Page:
Richard Sibanda, the child father does not have a National Identity card while their four children do not have birth certificates. His wife Sevi Ncube, only obtained an ID on Monday with the help of members of the Brethren in Christ Church (BICC) in Cowdray Park.
Yesterday, The Chronicle spoke to the couple about their loss and difficulties they have encountered since then.
They said getting identification particulars had not been a priority for them but they realised their importance following the death of their child.
Sibanda said he used to have an ID but lost it and had not bothered to obtain another one.
He said he had learnt the hard way the repercussions of not having birth certificates for his children.
Ncube said it has been difficult for her to live knowing that their child was yet to be buried nearly two weeks on.
“As a mother losing a child is very difficult but having to live everyday knowing that they haven’t been buried is even brutal. I hope after getting my ID it will be possible for us to get a burial order,” said Ncube.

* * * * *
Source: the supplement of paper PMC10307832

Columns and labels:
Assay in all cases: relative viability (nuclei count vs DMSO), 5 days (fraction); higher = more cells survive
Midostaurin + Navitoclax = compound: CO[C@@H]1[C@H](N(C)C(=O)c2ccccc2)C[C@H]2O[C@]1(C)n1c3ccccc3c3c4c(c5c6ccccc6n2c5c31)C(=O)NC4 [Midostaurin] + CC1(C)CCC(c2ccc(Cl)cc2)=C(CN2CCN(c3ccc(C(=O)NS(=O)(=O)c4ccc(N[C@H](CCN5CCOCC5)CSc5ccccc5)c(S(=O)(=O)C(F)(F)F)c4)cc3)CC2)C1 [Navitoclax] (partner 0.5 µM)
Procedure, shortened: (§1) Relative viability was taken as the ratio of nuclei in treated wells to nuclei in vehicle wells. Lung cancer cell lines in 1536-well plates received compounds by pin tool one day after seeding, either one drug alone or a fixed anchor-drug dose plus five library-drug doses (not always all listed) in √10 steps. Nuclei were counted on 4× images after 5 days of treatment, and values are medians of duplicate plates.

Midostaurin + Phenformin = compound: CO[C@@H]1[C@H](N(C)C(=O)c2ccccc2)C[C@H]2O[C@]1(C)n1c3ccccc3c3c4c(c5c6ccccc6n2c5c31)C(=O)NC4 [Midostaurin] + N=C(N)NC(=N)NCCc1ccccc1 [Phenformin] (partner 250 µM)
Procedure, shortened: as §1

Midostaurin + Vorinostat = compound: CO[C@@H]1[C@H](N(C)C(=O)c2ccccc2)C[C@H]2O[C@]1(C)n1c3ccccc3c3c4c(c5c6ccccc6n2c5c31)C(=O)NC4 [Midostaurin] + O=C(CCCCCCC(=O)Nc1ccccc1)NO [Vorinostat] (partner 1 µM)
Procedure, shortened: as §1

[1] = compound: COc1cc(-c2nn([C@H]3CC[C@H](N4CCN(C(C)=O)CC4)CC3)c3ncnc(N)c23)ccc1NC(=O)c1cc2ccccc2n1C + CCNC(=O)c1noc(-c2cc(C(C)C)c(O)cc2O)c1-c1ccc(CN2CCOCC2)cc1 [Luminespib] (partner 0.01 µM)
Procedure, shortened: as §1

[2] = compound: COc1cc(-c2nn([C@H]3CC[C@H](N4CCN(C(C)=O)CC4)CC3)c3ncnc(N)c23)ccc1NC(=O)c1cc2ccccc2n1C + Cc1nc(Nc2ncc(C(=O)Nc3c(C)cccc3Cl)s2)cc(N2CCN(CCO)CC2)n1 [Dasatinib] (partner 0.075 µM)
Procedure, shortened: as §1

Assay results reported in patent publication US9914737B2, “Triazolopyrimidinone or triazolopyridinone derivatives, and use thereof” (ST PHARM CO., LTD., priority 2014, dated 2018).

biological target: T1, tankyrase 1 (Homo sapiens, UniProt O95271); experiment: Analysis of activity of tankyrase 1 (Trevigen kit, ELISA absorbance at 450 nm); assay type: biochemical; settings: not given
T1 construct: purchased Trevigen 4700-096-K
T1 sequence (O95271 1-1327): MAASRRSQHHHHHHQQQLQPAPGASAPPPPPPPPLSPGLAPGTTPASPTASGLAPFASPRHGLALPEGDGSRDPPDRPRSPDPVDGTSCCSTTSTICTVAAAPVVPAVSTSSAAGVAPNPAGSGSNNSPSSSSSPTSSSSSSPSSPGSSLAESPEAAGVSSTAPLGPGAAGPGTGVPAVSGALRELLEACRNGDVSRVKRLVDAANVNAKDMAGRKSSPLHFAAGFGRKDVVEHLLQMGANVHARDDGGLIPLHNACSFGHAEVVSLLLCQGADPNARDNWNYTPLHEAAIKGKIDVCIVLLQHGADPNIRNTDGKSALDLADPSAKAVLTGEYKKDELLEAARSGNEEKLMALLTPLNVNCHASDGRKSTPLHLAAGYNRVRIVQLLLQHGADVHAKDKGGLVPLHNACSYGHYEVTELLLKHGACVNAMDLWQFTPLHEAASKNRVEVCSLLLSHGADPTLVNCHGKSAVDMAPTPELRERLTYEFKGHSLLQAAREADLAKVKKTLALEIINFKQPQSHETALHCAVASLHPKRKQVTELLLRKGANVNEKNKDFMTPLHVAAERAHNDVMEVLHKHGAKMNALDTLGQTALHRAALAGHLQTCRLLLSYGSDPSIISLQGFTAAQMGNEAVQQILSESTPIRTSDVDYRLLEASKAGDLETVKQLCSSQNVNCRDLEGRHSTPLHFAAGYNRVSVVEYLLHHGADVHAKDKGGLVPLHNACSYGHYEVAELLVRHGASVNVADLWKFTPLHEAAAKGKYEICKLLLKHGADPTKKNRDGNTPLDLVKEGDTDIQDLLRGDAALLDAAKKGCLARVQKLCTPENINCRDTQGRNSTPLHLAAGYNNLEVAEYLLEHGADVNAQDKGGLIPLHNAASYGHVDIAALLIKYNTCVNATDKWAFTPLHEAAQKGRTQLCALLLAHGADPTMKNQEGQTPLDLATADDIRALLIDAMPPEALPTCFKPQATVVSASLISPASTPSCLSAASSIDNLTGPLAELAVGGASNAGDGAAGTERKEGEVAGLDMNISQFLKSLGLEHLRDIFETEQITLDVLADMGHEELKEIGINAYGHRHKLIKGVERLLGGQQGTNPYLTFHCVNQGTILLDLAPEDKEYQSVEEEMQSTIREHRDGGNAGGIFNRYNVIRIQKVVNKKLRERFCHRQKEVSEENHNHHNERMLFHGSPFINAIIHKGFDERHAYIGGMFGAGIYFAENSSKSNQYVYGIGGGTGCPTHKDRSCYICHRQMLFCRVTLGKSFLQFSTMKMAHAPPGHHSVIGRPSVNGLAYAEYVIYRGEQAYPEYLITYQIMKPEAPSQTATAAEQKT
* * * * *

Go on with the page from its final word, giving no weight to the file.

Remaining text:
BICC Deacon Mandlenkosi Ndlovu said the situation at Ngozi Mine was dreadful saying Sibanda’s family was among many with no identity particulars.
“Almost everyone in that place does not have identification particulars. Something needs to be done. The government needs to visit that place and try getting those people national documents,” said Ndlovu. chronicle
A Ngozi Mine family has been denied a burial order for their child, 9, who died 12 days ago and had no birth certificate.“Our baby died on May, 13, so we approached the police hoping to get a burial order but we were denied that. Police told us to produce the child’s birth certificate but we couldn’t as we hadn’t obtained it. We also don’t have IDs. I lost mine and my wife had never obtained it. We were then told to approach the Registrar General’s offices before we are given the go ahead to bury the child,” said Sibanda.